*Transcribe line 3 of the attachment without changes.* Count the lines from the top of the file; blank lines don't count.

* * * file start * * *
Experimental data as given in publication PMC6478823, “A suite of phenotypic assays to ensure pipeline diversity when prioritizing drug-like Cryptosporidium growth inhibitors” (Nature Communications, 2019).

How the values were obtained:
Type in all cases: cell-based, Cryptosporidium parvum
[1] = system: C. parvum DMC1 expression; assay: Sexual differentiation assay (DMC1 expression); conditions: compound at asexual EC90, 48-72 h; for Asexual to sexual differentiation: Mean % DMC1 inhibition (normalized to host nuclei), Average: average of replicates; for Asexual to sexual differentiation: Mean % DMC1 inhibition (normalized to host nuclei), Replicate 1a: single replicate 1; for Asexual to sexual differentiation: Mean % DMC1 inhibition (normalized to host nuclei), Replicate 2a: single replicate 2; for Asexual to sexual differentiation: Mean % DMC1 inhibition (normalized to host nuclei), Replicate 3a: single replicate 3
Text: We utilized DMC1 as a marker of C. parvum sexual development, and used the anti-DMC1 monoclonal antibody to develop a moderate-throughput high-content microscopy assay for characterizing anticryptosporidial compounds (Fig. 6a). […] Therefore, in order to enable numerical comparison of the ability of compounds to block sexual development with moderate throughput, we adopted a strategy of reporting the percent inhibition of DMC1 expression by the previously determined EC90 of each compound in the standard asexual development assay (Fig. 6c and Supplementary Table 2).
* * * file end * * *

Type in all cases: cell-based, Cryptosporidium parvum